Activists to Singapore: Stop Executing Drug Traffickers, You Must Protect Their Human Rights
International organisations and activists are criticising Singapore again. Their response came after news of the impending execution of two drug traffickers.
A Malay man, whose named was not disclosed, was sentenced to death for trafficking 50g of heroin. The other drug trafficker is 45-year-old Saridewi Djamani, who was caught trafficking 30g of heroin. She will be the first woman to be executed since 2004.
Trafficking lethal doses of heroin
The minimum lethal dose of heroin is 200mg. You need even less if it is pure heroin. The amount that Saridewi trafficked, i.e. 30g of pure heroin, is enough to cause more than 150 people to lose their lives.
In Singapore, the death penalty applies to those who trafficked more than 15g of heroin. Saridewi trafficked double this amount.
Stocking up heroin for fasting month
Saridewi tried to downplay her trafficking business by claiming that she was stocking up heroin for her own use during fasting month. However, the truth is that she sold them for money. She sold not just heroin, but meth and cannabis, among other drugs.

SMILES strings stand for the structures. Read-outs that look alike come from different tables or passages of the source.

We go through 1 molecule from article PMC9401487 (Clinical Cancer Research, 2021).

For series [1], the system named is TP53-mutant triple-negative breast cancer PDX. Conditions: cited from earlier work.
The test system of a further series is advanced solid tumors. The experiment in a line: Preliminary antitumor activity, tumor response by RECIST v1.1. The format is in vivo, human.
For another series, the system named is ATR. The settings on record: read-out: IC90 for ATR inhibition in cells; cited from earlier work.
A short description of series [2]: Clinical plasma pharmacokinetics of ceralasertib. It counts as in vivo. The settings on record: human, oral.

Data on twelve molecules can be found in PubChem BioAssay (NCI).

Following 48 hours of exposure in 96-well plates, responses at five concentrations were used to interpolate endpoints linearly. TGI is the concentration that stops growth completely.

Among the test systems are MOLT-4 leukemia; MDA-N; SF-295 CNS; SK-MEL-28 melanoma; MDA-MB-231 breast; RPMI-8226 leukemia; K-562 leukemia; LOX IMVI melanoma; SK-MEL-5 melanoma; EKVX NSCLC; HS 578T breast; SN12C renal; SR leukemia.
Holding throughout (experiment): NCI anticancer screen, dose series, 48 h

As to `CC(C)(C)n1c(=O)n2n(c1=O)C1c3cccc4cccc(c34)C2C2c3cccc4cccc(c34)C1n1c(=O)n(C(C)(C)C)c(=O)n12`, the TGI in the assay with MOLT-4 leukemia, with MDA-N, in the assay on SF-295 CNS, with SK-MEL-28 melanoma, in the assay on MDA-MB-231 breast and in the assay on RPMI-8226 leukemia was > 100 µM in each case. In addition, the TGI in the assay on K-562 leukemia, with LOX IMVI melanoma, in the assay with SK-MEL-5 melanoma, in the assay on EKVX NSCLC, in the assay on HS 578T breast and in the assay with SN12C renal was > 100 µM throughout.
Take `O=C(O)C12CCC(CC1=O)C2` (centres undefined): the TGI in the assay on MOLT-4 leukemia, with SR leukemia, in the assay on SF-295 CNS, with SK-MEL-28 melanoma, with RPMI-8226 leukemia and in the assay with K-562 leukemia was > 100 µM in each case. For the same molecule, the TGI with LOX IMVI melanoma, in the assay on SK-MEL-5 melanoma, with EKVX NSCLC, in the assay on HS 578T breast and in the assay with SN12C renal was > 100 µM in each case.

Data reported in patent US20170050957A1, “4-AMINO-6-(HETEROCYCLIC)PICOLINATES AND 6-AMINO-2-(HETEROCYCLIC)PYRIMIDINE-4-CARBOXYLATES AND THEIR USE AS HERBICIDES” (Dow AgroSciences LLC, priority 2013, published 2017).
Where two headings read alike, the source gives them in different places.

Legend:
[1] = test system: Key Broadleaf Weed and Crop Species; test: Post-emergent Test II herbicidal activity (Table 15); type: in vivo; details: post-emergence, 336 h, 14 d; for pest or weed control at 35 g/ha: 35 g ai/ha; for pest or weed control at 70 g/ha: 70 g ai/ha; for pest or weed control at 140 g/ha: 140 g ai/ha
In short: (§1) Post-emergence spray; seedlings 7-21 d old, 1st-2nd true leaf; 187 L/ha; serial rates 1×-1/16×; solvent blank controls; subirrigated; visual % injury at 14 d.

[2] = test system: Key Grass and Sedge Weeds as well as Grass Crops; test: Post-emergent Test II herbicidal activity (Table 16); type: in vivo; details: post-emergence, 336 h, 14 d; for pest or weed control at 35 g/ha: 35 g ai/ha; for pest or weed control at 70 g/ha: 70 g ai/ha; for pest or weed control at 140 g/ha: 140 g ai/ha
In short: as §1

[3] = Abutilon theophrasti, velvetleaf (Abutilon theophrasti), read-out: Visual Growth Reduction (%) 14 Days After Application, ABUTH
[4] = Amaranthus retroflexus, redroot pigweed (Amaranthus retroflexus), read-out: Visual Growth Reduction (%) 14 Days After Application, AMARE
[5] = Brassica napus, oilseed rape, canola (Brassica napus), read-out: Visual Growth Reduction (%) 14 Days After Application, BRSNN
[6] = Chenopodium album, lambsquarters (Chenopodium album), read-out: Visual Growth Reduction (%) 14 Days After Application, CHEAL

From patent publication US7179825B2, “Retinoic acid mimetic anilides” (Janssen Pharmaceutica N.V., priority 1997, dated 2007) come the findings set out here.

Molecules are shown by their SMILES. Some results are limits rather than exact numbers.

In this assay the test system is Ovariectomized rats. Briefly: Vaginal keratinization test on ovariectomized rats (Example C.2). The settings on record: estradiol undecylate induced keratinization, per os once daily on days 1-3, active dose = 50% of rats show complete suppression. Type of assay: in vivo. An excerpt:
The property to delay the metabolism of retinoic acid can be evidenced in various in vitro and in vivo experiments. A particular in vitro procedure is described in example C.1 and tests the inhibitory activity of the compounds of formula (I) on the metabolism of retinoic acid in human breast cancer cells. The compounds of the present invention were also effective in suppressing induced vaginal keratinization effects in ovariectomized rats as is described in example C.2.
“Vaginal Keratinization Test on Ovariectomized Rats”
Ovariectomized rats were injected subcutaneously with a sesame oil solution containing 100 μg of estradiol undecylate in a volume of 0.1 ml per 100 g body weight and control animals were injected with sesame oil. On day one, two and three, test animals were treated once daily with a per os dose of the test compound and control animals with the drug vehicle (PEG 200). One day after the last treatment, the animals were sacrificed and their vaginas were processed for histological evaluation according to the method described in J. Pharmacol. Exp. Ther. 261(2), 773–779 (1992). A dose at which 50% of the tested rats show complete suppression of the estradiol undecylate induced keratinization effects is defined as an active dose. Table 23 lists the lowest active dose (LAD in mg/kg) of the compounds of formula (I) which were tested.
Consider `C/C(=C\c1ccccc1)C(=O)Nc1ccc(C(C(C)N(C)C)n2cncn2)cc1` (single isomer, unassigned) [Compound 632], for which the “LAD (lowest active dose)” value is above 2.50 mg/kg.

In fact, she had obtained the drugs in exchange for $15,550.
Criticisms by human rights activists and organisations
Activists and human rights organisations like Amnesty International called Singapore out and defended the drug traffickers. They believed Saridewi gave statements that were damaging to herself because she was not sound at the time. They argued that her statements are inadmissible.
They also said that the other male trafficker had given incriminating statements because he was afraid of offending his investigating officer.
In reality, Saridewi and the male trafficker provided their statements voluntarily. At no point were they coerced by their IOs. Moreover, Saridewi was assessed by an IMH psychiatrist to be of sound mind when giving her statement. She did not suffer from any mental illness or intellectual disability. What she suffered from was a longstanding history of drug abuse.
Disregarding these facts, Amnesty International accused Singapore of being cruel and defying international standards. They called on international bodies to exert pressure to stop our cruelty and protect human rights.
Echoing their concerns, local anti-death penalty activist Kirsten Han felt that Singaporeans do not care enough about drug traffickers.
“They have not been allowed to tell their stories or speak their truths… they have not been encouraged to imagine a different world, one in which they could have received care and counselling and community support instead of punishment”.
She believes we are causing more harm trying to control drugs than if we allowed drug abuse to happen. Do you share the same sentiments?Editor's Note: Do you have a story to share? Please use our Submission Form or email us.
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